“One of the games he played he couldn’t get to me until 3 o’clock in the morning,” said Webster, 64, who is blind and has other medical conditions that require an aide. “I laid right there in bed and I waited. Just knowing that he’s out there doing what he loves, reaching for the highest of the heights, knowing that he’s working for tomorrow’s future in his life and the people around him and that he’s happy, that keeps me going.”
Despite Buckner’s violence-pocked childhood, or perhaps because of it, Webster said she could see in her Kenneth at an early age that he was unlikely to fall for the streets.
“You know how you can kind of see something within that child?” she said. “He was always interested in positive things. You could look and tell that there was something deep inside of him. It wasn’t easy for him. Nothing was easy for him. He said, ‘I know out there I have a plan for me and I’m going to find it.’ It’s like he knew. He watched everything through the eyes almost like an older person. I tell him when I grow up I’m going to be like him. He’s my idol.”
Buckner, who never seriously considered playing high school basketball, was a coordinated but unpolished baseball player who threw and batted left-handed and played first base. Former Wilson Coach Eddie Saah would try to find playing time for him, particularly against the weaker DCIAA competition. The Tigers were amid their running streak of 20 consecutive league titles, and Buckner’s skills were not as sharp as boys who had played a lot more baseball.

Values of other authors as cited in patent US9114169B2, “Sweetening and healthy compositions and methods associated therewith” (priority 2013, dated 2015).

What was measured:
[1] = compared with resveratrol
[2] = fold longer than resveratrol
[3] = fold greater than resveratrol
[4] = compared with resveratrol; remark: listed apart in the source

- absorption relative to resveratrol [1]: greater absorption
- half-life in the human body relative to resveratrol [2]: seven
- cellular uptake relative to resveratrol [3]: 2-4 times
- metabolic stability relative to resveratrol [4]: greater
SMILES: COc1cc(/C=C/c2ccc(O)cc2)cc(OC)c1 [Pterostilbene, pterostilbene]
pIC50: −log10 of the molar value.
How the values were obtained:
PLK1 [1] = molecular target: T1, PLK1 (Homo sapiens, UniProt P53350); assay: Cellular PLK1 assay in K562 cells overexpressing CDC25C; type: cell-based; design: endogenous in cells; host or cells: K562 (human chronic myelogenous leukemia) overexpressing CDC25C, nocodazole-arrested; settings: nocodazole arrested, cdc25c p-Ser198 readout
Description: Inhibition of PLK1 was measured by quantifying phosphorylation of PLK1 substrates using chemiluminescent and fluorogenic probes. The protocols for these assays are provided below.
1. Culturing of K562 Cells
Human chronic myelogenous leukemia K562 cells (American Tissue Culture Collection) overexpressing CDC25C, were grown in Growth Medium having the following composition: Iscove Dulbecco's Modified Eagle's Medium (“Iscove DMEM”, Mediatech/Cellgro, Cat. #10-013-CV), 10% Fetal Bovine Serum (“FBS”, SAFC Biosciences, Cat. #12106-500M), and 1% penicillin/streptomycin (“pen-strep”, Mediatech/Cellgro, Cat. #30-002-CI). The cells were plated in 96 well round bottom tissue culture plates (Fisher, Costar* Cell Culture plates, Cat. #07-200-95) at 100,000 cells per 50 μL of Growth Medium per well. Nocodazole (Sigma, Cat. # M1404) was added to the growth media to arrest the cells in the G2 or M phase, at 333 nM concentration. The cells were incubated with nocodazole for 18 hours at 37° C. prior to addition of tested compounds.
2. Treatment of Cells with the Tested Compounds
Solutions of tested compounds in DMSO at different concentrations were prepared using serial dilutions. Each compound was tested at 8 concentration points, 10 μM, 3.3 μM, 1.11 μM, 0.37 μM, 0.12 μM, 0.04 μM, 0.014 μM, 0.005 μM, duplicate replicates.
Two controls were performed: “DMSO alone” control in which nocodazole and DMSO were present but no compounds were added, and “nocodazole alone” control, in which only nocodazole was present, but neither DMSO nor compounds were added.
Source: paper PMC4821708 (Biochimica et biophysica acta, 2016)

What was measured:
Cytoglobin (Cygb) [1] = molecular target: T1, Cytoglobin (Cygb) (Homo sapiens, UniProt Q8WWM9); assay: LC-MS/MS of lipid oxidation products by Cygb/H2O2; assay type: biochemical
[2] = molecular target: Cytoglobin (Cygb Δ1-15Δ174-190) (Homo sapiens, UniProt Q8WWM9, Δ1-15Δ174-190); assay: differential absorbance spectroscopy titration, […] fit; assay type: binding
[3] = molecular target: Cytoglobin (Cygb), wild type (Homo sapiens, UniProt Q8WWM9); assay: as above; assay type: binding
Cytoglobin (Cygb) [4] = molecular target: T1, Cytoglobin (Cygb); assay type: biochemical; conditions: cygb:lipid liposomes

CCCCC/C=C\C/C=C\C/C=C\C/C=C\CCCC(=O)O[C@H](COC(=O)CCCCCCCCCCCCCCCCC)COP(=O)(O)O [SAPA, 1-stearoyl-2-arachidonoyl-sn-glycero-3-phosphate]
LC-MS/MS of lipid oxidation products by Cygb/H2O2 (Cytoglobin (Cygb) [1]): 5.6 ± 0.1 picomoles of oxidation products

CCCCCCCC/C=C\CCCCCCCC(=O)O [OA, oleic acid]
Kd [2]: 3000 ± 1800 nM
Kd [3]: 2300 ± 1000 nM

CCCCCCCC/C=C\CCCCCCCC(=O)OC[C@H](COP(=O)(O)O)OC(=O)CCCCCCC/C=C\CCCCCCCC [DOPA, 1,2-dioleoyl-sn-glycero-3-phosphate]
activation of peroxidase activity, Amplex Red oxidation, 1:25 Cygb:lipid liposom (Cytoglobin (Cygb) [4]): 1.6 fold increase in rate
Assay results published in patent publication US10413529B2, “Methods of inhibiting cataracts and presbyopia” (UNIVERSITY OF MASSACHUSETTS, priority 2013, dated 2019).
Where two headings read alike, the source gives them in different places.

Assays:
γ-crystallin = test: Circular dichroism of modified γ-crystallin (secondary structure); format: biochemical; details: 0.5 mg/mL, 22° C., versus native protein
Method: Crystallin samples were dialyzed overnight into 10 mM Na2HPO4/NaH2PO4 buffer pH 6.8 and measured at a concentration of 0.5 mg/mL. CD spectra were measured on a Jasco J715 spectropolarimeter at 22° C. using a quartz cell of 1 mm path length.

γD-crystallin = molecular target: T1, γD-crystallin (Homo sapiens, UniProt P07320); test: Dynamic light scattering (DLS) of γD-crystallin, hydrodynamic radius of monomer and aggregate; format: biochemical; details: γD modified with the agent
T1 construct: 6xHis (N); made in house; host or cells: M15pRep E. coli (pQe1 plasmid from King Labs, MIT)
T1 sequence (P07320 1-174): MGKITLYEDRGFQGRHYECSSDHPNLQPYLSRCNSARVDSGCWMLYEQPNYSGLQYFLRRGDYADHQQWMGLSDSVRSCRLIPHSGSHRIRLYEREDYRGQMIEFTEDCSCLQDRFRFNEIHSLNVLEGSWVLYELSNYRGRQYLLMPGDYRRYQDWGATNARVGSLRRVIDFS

“[Kenny] Facebooked me the other day and said thanks for everything and that he was going to college,” Saah said. “I’m happy for him. [College] was a big accomplishment for him. He’s learning some things along the way about life, and he’s playing.”
Buckner had no parents to salute him as Boise State’s lone departing player on senior night, and his grandmother can only listen to his games with no sight to watch. Even so, he feels as fortunate as perhaps any player in the tournament and is on schedule to graduate in May with a degree in communications.
“God gave me another door that opened up and I played basketball,” he said. “He took two people out of my life that I don’t have anymore and he gave me the opportunity to do something else. It’s crazy every time I think from where I was at and now I’ve won a national championship in junior college and have that ring and now going to the NCAA tournament.
“I know [my parents] are up there happy with how my life turned out. I know they’re up there shining down and smiling on me. Everybody has a different hand of cards that they’re dealt. Mine played out different.”